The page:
“Fincas” project in Montevideo


“Fincas” project in Montevideo

Mismatches Segregation Cultural suitability Diversity Vulnerable groups Demographic/Urban growth Vacant housing
Policies and regulations National policies Local policies Land Planning Governance Participatory processes
Urban Design Services and infrastructure Liveability Inclusion
Promotion and production Self-management Cooperatives

Main objectives of the project

Montevideo has initiated a project leveraging existing legal mechanisms to reclaim abandoned private urban land, with the aim of repurposing it for specific social needs through new housing and habitat initiatives. Upon reclamation, the municipality integrates the land into Montevideo's "Cartera de Tierras," a well-established city-land portfolio system spanning over twenty-five years. This mechanism streamlines residents' access to land for the development of social and cooperative housing endeavors.


  • 2019: Implementation


  • Promotor: Montevideo municipality
  • Asociación Civil Plaza Uno
  • Federación Uruguaya de Cooperativas de Vivienda por Ayuda Mutua
  • Facultad de Arquitectura, Diseño y Urbanismo


Continent: South America
Country/Region: Montevideo, Uruguay


The downtown of Montevideo was in decline. Due to urban sprawl, the city center has struggled to retain its population. Moreover, new economic activities such as tourism threatens the neighbours, causing gentrification. So, on the one hand, the downtown presented many deprived and vacant housing units and, on the other, new activities threats to the existing communities. To avoid depopulation and make an innovative urban renewal, “Fincas” was set in motion in 2019.

The main feature of the plan is recovering the abandoned buildings of the city center. To do so, they made a change in municipal rules. Many of those buildings had unpaid fines and taxes to the cityhall. Then, should the debt be over 80% of the assessed value of the lot, the owner can settle the debt by giving the lot to the municipality. Other tools, such as expropriation, has also been used. Thanks to all of it, more than twenty buildings are included in the “Cartera de Tierras”, a portfolio of public land.

The range of projects executed under the framework of Fincas exhibits notable diversity, benefiting from collaborations with both national ministries and local civil society organizations. Various initiatives within housing and habitat development have been prioritized, including the establishment of "temporary shelters" for vulnerable demographics like homeless women with children or individuals awaiting social housing allocation. Additionally, several housing plots have been repurposed to provide social rental accommodations.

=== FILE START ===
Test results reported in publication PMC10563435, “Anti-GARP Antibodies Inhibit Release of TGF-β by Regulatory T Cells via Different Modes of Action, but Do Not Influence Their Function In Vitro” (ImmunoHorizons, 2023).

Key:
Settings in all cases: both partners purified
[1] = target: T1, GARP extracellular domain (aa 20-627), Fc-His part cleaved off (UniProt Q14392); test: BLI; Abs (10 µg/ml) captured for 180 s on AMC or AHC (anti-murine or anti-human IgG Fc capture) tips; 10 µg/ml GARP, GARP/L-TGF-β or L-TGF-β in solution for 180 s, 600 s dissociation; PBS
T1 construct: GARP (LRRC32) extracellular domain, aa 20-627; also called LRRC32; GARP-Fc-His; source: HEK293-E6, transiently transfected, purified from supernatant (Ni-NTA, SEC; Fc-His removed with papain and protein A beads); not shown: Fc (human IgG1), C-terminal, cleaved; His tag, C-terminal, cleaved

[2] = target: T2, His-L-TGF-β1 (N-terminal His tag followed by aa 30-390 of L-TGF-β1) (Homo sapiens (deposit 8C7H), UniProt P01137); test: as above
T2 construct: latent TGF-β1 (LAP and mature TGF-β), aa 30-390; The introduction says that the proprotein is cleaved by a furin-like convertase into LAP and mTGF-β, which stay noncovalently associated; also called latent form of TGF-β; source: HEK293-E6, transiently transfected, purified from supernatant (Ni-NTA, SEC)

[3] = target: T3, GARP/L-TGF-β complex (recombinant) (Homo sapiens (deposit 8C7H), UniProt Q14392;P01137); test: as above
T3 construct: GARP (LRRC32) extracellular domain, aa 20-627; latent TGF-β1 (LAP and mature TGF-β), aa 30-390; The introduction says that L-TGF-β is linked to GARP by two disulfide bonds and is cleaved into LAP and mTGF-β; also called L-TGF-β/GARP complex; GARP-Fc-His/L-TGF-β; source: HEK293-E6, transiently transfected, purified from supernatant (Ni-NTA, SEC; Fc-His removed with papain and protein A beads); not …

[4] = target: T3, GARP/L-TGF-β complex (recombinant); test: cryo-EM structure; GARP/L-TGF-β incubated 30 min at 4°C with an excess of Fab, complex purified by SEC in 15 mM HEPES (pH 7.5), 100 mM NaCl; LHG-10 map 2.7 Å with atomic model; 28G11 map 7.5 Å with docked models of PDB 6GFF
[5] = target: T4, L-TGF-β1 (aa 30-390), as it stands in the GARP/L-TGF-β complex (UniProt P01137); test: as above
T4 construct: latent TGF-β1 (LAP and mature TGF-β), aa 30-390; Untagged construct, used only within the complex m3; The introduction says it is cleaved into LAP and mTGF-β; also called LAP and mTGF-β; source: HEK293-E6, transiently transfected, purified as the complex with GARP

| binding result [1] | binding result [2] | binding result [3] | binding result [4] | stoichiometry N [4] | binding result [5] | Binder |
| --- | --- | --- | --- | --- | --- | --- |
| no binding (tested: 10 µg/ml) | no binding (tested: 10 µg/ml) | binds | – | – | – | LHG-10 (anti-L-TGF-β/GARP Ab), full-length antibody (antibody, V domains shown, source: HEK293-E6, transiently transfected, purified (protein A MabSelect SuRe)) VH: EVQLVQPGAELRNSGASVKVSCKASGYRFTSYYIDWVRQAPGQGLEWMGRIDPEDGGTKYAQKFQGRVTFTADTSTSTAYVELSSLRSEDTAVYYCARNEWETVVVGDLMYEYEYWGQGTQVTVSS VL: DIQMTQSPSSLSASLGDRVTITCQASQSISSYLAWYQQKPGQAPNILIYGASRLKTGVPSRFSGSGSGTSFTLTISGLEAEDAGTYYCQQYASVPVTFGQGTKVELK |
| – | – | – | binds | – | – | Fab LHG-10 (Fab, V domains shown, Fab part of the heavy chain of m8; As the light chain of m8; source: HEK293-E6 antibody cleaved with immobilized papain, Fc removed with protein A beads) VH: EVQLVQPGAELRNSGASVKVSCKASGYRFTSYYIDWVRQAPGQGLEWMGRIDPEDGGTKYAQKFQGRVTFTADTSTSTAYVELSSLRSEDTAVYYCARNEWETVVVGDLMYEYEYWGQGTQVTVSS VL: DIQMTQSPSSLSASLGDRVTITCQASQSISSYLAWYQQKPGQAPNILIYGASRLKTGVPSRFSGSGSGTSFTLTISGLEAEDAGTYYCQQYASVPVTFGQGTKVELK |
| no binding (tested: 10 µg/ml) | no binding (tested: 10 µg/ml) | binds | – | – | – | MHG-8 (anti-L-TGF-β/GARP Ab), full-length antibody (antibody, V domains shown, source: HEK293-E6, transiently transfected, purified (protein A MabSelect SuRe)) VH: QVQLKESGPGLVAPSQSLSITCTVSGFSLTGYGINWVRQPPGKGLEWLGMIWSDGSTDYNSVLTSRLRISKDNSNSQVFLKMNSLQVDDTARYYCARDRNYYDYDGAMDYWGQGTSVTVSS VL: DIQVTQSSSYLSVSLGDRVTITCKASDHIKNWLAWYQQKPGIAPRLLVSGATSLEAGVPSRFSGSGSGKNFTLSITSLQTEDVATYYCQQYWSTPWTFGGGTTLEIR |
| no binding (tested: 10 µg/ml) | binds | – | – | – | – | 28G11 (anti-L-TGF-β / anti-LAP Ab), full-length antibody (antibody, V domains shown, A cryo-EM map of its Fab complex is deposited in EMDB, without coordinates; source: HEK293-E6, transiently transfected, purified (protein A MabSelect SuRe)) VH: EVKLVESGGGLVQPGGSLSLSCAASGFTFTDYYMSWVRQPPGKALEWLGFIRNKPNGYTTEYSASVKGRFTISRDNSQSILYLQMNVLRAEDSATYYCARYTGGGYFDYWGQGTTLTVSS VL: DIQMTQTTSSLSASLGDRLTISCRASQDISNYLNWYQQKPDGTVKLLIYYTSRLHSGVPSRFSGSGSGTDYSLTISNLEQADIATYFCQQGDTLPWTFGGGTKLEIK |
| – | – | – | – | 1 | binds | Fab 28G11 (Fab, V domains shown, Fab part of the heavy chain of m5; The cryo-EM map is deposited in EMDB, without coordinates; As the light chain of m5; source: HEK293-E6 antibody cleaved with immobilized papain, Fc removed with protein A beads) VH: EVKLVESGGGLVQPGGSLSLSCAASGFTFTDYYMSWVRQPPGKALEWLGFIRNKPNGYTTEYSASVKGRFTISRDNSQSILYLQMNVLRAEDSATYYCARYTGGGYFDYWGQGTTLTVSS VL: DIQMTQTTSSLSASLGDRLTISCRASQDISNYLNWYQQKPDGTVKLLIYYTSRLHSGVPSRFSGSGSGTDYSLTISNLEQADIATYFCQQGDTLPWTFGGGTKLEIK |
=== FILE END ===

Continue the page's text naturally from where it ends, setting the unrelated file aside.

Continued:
Further endeavors, such as the implementation of the "dispersed cooperative" model, have played a pivotal role in fostering alternative cooperative housing arrangements and safeguarding residents in areas susceptible to intense speculative pressures. This model entails a distributed form of co-living, wherein separate real estate units are managed cooperatively by residents who form a scheme to utilize different buildings and shared spaces. This grassroots approach has contributed to revitalizing downtown Montevideo. Moreover, Fincas has supported projects with community and recreational objectives, such as "Casa Trans," which advocates for the rights of transgender individuals and gives a community center dedicated to the trans community.

A distinctive aspect of Fincas as an urban renewal initiative lies in its focus on land use legislation and the pursuit of "re-densification" in Montevideo—a strategy aimed at transforming the city into a more densely populated urban center. By repurposing central urban locations for social purposes and returning them to residents, Fincas strives to counteract abandonment and gentrification in certain districts. This effort reduces both physical and symbolic disparities between central and peripheral areas, fostering a more cohesive city and advancing the concept of the right to the city.